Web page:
Chinese literature is the best source of reading for young children, according to the first comprehensive assessment of its quality by a leading international literature academic.
In a report to be published in June, the Centre for Literary Studies at the University of Toronto’s Graduate School of Arts and Sciences said that the books and other media available to young people across China were highly varied, including literature that was written in Chinese, but also English, French, Spanish and Russian.
While the study found that many Chinese literature had a positive effect on the development of children’s literacy, its authors said there was no evidence of a strong correlation between the type of Chinese language and children’s development.
“While there is no clear answer as to why Chinese children are particularly good at reading, the fact that their reading ability is more advanced in comparison to other children may have more to do with their upbringing, as well as their cultural heritage,” the report said.
The study found Chinese children had average reading scores of between 5 and 7 on a 100-point scale, with the top score being 7.5.
The highest reading scores were found in the provinces of Shaanxi and Guizhou, with scores of 15 and 17, respectively.
“Chinese children’s reading performance is generally better than their reading scores in English, and this is particularly the case in the countryside, where children are more likely to learn about the different literary styles and genres,” the authors wrote.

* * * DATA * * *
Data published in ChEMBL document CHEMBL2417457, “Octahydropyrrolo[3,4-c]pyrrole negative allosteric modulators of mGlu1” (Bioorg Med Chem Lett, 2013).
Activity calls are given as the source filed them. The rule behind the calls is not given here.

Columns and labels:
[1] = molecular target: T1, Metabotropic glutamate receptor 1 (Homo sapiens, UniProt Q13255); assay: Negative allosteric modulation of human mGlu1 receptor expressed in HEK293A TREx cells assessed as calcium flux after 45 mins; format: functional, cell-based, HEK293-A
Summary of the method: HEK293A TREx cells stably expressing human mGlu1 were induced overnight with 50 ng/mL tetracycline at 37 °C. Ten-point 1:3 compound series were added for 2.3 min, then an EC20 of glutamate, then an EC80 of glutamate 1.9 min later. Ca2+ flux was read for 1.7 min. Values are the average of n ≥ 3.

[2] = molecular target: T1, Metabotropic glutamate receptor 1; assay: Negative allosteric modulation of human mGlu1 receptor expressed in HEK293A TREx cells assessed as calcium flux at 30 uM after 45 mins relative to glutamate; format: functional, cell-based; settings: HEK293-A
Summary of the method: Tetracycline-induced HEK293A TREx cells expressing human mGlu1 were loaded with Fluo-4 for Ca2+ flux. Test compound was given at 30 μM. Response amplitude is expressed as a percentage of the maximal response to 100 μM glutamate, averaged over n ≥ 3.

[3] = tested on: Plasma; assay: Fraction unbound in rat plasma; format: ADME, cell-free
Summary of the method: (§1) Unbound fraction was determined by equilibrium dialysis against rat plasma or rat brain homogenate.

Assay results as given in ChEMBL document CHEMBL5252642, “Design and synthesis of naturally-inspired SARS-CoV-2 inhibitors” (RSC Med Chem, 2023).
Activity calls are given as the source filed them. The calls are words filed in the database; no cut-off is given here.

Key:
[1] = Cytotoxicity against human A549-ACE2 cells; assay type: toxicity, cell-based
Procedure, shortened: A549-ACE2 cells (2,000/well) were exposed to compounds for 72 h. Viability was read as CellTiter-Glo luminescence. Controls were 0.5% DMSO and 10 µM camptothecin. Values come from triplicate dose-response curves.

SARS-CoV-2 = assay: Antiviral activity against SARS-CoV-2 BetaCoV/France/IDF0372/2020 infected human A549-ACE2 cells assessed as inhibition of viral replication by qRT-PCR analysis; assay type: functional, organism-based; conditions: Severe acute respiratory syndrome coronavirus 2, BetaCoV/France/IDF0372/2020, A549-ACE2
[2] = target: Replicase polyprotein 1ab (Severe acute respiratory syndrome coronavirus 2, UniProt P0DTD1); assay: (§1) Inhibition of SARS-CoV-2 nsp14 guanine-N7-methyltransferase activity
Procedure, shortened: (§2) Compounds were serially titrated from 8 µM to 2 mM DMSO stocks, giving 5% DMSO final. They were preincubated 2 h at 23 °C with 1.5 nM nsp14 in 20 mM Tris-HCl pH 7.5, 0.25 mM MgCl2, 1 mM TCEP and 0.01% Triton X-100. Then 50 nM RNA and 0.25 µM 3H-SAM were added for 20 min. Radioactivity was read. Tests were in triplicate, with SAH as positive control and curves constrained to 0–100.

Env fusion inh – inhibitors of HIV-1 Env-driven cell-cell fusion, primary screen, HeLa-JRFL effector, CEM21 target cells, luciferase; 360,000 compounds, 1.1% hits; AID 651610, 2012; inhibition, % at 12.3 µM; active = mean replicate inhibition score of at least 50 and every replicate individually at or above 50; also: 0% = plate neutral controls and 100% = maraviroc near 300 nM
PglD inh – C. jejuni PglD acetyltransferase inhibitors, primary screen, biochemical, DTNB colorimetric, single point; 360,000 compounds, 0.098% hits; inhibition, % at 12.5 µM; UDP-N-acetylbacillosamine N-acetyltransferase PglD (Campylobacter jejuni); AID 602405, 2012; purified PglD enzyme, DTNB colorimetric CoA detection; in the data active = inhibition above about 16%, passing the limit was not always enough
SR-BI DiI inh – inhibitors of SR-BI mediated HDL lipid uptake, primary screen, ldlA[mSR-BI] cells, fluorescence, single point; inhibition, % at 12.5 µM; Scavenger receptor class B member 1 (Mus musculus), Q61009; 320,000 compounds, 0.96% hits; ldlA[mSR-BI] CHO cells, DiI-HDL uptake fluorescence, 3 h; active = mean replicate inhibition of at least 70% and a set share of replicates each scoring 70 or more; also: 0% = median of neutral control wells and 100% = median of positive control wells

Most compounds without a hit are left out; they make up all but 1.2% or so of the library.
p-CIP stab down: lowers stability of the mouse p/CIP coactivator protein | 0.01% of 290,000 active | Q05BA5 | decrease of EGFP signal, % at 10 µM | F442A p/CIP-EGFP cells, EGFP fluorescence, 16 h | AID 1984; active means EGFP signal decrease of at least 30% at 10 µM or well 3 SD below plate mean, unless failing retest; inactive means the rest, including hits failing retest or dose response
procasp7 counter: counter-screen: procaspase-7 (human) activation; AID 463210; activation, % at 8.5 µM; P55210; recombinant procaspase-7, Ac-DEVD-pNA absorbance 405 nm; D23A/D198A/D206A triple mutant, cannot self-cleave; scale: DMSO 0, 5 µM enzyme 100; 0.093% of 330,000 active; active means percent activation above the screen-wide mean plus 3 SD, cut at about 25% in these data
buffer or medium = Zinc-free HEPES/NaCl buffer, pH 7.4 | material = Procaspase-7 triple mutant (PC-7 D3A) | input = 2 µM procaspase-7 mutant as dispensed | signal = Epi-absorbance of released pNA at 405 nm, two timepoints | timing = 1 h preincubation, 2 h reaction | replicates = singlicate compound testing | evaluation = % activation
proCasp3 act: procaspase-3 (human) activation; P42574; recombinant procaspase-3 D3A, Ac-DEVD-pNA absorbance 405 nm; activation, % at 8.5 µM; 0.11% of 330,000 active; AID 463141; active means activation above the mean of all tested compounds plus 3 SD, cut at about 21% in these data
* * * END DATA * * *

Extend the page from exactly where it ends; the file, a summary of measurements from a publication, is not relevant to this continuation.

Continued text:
“But this does not mean that Chinese children should expect to become literate in all aspects of Chinese literature.
This research suggests that Chinese literature offers children a variety of reading styles that may be suitable for their needs, including the development and retention of new skills.”
The researchers said Chinese children’s comprehension of language and literature was very good, and many children who did not read were likely to continue to read Chinese literature as they got older.
The authors of the report, who included a number of experts from Canada and the United States, said there were some positive signs that Chinese kids were learning the importance of reading, but they were still far from the level of literacy required to be good readers.
The researchers also found that Chinese parents tend to be more satisfied with the way their children read, and that the most common learning strategies were reading, watching and interacting with others.
“Despite the large range of materials available in Chinese literature, we found that parents generally prefer to use books that have been written in English,” they wrote.
The centre’s report, published in a special issue of the Journal of Literary Studies, said that Chinese publishers were not required to publish new literature, and most publishers only published books that had already been translated into Chinese.
However, it also said that it was possible that publishers were producing more material in China to meet growing demand.
The report, which surveyed over 2,500 Chinese children and their parents, said the Chinese language is considered to be one of the world’s most prestigious and diverse languages, and there was little difference between the types of literature available.
“There are certainly many ways to read a book in Chinese and most of these will be suitable to young readers,” the researchers wrote.